End-Of-Life Issues The Focus Of Wellington Senior Symposium

Senior symposium speakers Tequisha Myles, Mark Shalloway, Jane Decker, Charlie Ring, Marshall McDonald and Paulette Edwards.

On Tuesday, Aug. 29, the Village of Wellington hosted a “Let’s Talk” legal fair workshop and symposium for senior citizens on end-of-life care and related legal issues. The program was part of a monthly series organized by the village on senior issues.

Let’s Talk Soon Executive Director Charlie Ring discussed end-of-life care. His organization encourages seniors to discuss this sensitive issue.

“When we’re talking about end-of-life care, and preparing for that, it conjures up all kinds of emotional issues,” Ring said.

Only 30 percent of Americans have a living will, he said. While 90 percent of people say talking about end-of-life care with a loved one is important, only 27 percent have done so. While 82 percent say it is important to put their wishes in writing, only 23 percent have done so.

Jane Decker and Cindy Collins, board members of Let’s Talk Soon, spoke about choosing a healthcare proxy.

Collins said the first step is getting ready for the conversation, so that if you are caught off guard and are ill, someone will know what you want.

Who you want as your healthcare proxy, where you want to be, how you want to be treated and what you want done are all topics to discuss, Collins said. “It’s so much better to get this done up front,” she said.

Decker prepared the audience about talking about end-of-life conversations.

“I’m here to tell you that your children and your grandchildren, your husbands and your wives, will forever thank you for talking about this conversation,” she said. “It’s not an easy conversation to have, but it can be done, and it really should be done. I’ve watched hundreds of families who have been torn apart because they didn’t know what their mother or father wanted them to do.”

Decker suggested two legal documents, a healthcare proxy, and an advanced directive, suggesting that seniors can do both.

“Every state has its own form of advanced directive,” she said. “The State of Florida has one. All 50 states have their own… If you have a Florida advanced directive, its good in the State of Florida, but not so good in the State of Kansas.”

Going to the hospital can be a slippery slope, Ring said, where you go in for one thing, and other things wind up occurring, and quickly.

“The more you can talk about this in advance, the less emotional trauma you’re going to have later on,” Ring said. “We should all consider doing these advanced directives.”

Tequisha Myles of the Legal Aid Society of Palm Beach County spoke about advanced directives, last will and testaments, and guardianship. “Do you need an estate plan?” she asked. “If you have children, or minor children that you have custody of, or you’d like to donate money to charity… you need to really consider putting down your wishes on paper.”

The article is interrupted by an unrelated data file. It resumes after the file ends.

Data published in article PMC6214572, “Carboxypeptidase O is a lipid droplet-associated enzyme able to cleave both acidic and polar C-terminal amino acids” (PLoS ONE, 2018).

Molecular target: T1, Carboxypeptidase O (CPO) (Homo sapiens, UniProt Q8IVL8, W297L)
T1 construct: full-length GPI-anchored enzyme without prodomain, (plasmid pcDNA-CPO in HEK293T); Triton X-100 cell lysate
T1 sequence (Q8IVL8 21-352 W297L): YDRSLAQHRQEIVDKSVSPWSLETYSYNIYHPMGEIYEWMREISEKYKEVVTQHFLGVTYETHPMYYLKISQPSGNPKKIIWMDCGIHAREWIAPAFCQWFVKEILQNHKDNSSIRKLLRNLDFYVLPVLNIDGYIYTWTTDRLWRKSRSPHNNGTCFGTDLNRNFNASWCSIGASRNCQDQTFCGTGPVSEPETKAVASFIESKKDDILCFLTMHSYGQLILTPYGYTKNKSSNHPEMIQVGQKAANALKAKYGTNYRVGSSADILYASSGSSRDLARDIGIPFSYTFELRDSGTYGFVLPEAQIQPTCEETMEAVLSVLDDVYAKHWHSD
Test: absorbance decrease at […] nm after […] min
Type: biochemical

For healthcare decisions, there are many documents to consider, including living wills, do-not-resuscitate (DNR) orders and the designation of a healthcare surrogate. Legally, seniors need to consider durable powers of attorney, limited powers of attorney, last will and testaments, and guardianships.

When you haven’t done all the planning you should have done, and you can’t make decisions on your own, guardianship becomes the last resort, Myles said.

“You want to make sure we plan, plan, plan. One way to get around guardianship,” Myles said, “is to do a power of attorney now, when you have sound mind, now, when you have the decision-making capacity.”

Marshall McDonald of the McDonald Law Firm discussed the four main reasons why someone would have a revocable trust: a trust avoids probate without losing control, to delay distribution to their children upon their death, creditor protection for your children and when where there is a need to protect an inheritance so a beneficiary can apply for public assistance.

“One of the benefits of a revocable trust is to try to avoid a guardianship, and that’s done by having a trust hold the assets, and a spouse or child be the trustee and use the funds for your care,” McDonald said.

Elder care attorney Mark Shalloway discussed Medicaid planning, noting that nursing homes range in cost from $8,000 to $14,000 a month.

“Medicare does not pay for long-term stays at nursing homes, maybe up to 100 days,” he said. “It does not pay for assisted living care.”

Medicare is not designed to be long term, he explained. There are three places for people to live when needing long-term care: at home, in an assisted living facility and in a nursing home.

Medicaid, however, gets added on top of Medicare coverage, Shalloway said. “Medicaid is oxygen to the nursing home community. They need it because they can’t keep their doors open when they charge $8,000 to $14,000 a month without financial aid,” he said.

To learn more about this and other senior symposiums, call Senior Services Specialist Meridith Tuckwood at (561) 753-2476.

ABOVE: Senior symposium speakers Tequisha Myles, Mark Shalloway, Jane Decker, Charlie Ring, Marshall McDonald and Paulette Edwards.